JVC XU-301

jvc_xu301bk.jpg

Name XU-301
Manufacturer JVC
Released 1999/02
Device type deck
Recorder Recorder
MDLP No
NetMD No
Hi-MD No
Radio No
Dimensions 435 x 127 x 316 mm
Weight 6.0 Kg
ATRAC ver
Battery No
Sidecar battery No
Voltage
Power cable AC
Price (launch) $550
-
Inputs 1/4 inch microphone, RCA in, Digital optical (TOSLINK), CD
Outputs 3.5mm headphone, 1/4 inch headphone, RCA out, Digital optical (TOSLINK)
Control

Features: Independent drawer 3CD changer allows CDs to be changed while one is playing. 1 bit D/A. CD-TEXT compatible. Title memory for up to 200 CDs. 27 Genre categories. Pitch control +/-12% in 25 steps. MD recording mixing: CD/Line, Line/Mic, Mic/CD. CD to MD synchro rec: one touch and 1st track record modes. Listening edit (“rec-it” function?). Timer (Daily play/rec and “once” play/rec). Compulink control system for connecting with other JVC components.


Content adapted from: Minidisc.org page, JVC website (Internet Archive)

My biggest complaint about the JVC XU-301 is the difficulty in recording a single track from a CD. To record one track you have these options:

  1. Manual: Use your finger to hit the start and stop buttons at the right moments, the old fashioned way. This would be ok if it was easier to clean up afterwards. But removing extra time at the end of a song is frustrating, because you have to go VERY slowly through the whole song to get to the place where you want to divide tracks, and then delete the unwanted track.
  2. Single-action: The selected CD is recorded in its entirety. You could then delete all the tracks you do not want, I suppose.
  3. First track recording: The first track of each CD will be recorded onto the MD. If the song you want to record happens to be the first track on its CD, then you could do this, I guess. (This is the weirdest feature I have ever seen!) [This function is meant for recording the ``hit'' track from CD singles, which are popular in Japan. -eaw]
  4. Listening Edit: This is the one I use, but it is still a pain in the neck. You can select and play a CD, then as each track on the CD plays, either press the LISTENING EDIT button, which will add it to the “list” of tracks to be recorded, or press SKIP, which will not add it, and move on to the next song. When your “list” is complete, you can then press REC START to begin recording. There are two problems with this method. First, if your desired track happens to be track 15 on the CD, you have to go through this process for tracks 1 to 14 to get there. There is no way to go directly to a particular track. Second, if the MD only has room for one more track, it is a royal pain. If the current track on the CD will not fit on the MD, the machine will automatically skip it. While this is happening, the REC START button has no effect. So the machine continues to cycle through (and reject) all the tracks on all the CDs before it will let you begin recording.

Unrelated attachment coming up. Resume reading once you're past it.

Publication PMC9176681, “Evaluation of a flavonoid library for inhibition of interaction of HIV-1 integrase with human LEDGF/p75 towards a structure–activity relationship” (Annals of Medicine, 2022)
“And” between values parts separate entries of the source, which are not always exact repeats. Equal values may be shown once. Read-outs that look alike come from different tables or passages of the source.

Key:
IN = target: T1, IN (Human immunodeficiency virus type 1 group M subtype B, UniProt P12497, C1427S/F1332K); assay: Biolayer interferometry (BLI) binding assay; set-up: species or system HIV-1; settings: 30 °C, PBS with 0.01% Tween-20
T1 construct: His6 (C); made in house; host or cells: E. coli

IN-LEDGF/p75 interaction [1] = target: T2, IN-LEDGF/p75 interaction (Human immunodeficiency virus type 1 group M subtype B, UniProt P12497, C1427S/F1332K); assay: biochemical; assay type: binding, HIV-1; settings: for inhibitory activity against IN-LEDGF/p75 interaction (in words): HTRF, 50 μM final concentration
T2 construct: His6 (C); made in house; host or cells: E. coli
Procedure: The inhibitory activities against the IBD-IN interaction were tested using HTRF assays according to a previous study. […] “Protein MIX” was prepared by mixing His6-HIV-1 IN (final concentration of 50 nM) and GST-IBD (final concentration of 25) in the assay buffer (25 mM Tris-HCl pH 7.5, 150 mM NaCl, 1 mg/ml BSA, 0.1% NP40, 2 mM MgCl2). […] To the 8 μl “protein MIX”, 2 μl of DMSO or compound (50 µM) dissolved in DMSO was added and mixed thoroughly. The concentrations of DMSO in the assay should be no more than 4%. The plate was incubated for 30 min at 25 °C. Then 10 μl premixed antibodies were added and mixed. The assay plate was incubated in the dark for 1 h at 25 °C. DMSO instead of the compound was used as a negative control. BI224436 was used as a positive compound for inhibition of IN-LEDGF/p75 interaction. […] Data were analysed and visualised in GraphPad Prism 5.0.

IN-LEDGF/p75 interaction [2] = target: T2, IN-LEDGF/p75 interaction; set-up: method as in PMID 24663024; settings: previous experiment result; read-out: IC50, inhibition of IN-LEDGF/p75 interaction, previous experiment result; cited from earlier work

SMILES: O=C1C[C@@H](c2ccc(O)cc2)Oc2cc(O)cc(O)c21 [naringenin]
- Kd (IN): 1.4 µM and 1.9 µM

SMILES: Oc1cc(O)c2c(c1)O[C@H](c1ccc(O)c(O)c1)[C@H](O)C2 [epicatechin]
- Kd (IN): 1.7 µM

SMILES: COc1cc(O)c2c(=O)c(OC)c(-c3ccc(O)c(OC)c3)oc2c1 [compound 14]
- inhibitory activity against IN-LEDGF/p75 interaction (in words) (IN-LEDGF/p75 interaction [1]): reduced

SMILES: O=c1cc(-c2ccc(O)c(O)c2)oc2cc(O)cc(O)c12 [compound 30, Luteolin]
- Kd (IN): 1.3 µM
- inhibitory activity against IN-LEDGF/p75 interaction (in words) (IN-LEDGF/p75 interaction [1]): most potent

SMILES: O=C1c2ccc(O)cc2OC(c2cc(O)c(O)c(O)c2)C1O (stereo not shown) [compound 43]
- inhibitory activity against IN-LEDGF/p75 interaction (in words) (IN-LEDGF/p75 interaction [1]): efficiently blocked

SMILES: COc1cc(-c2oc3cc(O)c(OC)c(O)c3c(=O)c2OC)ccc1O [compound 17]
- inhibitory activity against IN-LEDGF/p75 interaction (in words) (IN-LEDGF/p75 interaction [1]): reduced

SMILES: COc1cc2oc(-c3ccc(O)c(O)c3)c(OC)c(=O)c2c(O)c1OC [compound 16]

I foolishly assumed when I bought it that I would be able to play a track on a CD, then press one button telling the machine that I want to record that track. I gather that other CD/MD decks can do this, although I do not know for sure.

I also have some other complaints about the machine:

  1. In general, the machine cannot deal with more than one thing at a time. For example, on my older JVC CD deck, I do not have to wait for a CD to load before programming in which track(s) I want to play. The machine can receive and store up all my instructions I enter with the remote, and then perform them when it is able. On the JVC XU-301, a CD or MD has to physically load first, then queue up to track 1 (for CD) or load the TOC (for MD); before that, anything you try to enter with the remote will be ignored. You are even warned in the manual that if you try to do anything while the MD's TOC is loading, you could harm the machine. There are a lot of little places like this where I find myself waiting for the machine to do something before I can tell it what I want to do next. This gets annoying after the first 100 times.
  2. When recording MDs with some digital tracks and some analog, the analog tracks always end up being too quiet. The machine has an input level for analog recording, but not for digital. And even when the analog input is all the way up, tracks recorded from vinyl are never as loud as tracks recorded digitally. My old JVC tape deck had analog input level control, but it went a lot higher (louder).
  3. Editing MDs can be laborious because when in edit mode (as I touched on above) you are allowed only a SLOW fast forward through tracks to get to the point that you want to edit. You are allowed to fast forward, but it is much slower than the fast forward when you are just listening to a track.
  4. The loading of CDs is, compared to my old multi-CD deck, slow, loud, and clunky.

– Mike Blossom, 1999-06-04. Original MiniDisc.org page

(repair links go here)

Submit your own! Edit the page or Contact Us.

Enter your comment:
F T Q V I
 
  • equipment/victor/deck/xu-301.txt
  • Last modified: 4 months ago
  • by specialk